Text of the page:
Abstract Meaning Representation (AMR), originally designed for English, has been adapted to a number of languages to facilitate cross-lingual semantic representation and analysis. We build on previous work and present the first sizable, general annotation project for Spanish AMR. We release a detailed set of annotation guidelines and a corpus of 486 gold-annotated sentences spanning multiple genres from an existing, cross-lingual AMR corpus. Our work constitutes the second largest non-English gold AMR corpus to date. Fine-tuning an AMR to-Spanish generation model with our annotations results in a BERTScore improvement of 8.8%, demonstrating initial utility of our work.
Most linguistic studies of Judeo-Arabic, the ensemble of dialects spoken and written by Jews in Arab lands, are qualitative in nature and rely on laborious manual annotation work, and are therefore limited in scale. In this work, we develop automatic methods for morpho-syntactic tagging of Algerian Judeo-Arabic texts published by Algerian Jews in the 19th–20th centuries, based on a linguistically tagged corpus. First, we describe our semi-automatic approach for preprocessing these texts. Then, we experiment with both an off-the-shelf morphological tagger and several specially designed neural network taggers. Finally, we perform a real-world evaluation of new texts that were never tagged before in comparison with human expert annotators. Our experimental results demonstrate that these methods can dramatically speed up and improve the linguistic research pipeline, enabling linguists to study these dialects on a much greater scale.
The study presented in this paper demonstrates how transcribed podcast material differs with respect to lexical content from other collections of English language data: editorial text, social media, both long form and microblogs, dialogue from movie scripts, and transcribed phone conversations. Most of the recorded differences are as might be expected, reflecting known or assumed difference between spoken and written language, between dialogue and soliloquy, and between scripted formal and unscripted informal language use. Most notably, podcast material, compared to the hitherto typical training sets from editorial media, is characterised by being in the present tense, and with a much higher incidence of pronouns, interjections, and negations. These characteristics are, unsurprisingly, largely shared with social media texts. Where podcast material differs from social media material is in its attitudinal content, with many more amplifiers and much less negative attitude than in blog texts. This variation, besides being of philological interest, has ramifications for computational work. Information access for material which is not primarily topical should be designed to be sensitive to such variation that defines the data set itself and discriminates items within it. In general, training sets for language models are a non-trivial parameter which are likely to show effects both expected and unexpected when applied to data from other sources and the characteristics and provenance of data used to train a model should be listed on the label as a minimal form of downstream consumer protection.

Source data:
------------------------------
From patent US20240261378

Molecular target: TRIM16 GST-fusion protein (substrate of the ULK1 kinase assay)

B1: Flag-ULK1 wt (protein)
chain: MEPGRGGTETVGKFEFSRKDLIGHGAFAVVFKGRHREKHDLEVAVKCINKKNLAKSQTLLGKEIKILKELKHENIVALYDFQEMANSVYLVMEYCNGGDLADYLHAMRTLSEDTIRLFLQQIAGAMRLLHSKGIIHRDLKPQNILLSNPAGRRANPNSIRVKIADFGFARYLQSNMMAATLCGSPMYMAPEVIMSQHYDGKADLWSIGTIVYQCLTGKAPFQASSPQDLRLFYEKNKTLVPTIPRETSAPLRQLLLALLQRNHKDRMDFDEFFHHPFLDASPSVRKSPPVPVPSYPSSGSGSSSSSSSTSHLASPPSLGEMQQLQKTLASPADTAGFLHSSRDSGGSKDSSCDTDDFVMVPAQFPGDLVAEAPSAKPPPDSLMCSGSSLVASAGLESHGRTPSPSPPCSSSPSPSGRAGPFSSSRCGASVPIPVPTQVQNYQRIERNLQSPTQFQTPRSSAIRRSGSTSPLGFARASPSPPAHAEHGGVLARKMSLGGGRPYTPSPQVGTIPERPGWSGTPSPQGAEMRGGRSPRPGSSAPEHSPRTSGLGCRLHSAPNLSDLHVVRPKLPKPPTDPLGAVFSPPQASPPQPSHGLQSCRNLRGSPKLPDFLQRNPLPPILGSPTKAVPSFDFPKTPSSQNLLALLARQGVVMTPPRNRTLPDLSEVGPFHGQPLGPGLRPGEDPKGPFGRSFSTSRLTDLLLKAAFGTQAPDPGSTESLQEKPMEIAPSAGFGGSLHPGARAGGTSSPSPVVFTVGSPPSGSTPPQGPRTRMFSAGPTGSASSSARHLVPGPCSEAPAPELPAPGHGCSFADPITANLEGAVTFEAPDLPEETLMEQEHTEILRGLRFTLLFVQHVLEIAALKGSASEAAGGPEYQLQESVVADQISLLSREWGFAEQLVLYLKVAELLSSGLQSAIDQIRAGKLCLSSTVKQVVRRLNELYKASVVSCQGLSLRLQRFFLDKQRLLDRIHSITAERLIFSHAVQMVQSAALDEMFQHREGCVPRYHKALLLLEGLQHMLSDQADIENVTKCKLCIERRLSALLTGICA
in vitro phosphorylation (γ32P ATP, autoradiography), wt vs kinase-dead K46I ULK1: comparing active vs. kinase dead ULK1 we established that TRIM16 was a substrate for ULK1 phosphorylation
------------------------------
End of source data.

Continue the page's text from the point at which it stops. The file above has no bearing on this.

We present a qualitative analysis of the (potentially erroneous) outputs of contextualized embedding-based methods for detecting diachronic semantic change. First, we introduce an ensemble method outperforming previously described contextualized approaches. This method is used as a basis for an in-depth analysis of the degrees of semantic change predicted for English words across 5 decades. Our findings show that contextualized methods can often predict high change scores for words which are not undergoing any real diachronic semantic shift in the lexicographic sense of the term (or at least the status of these shifts is questionable). Such challenging cases are discussed in detail with examples, and their linguistic categorization is proposed. Our conclusion is that pre-trained contextualized language models are prone to confound changes in lexicographic senses and changes in contextual variance, which naturally stem from their distributional nature, but is different from the types of issues observed in methods based on static embeddings. Additionally, they often merge together syntactic and semantic aspects of lexical entities. We propose a range of possible future solutions to these issues.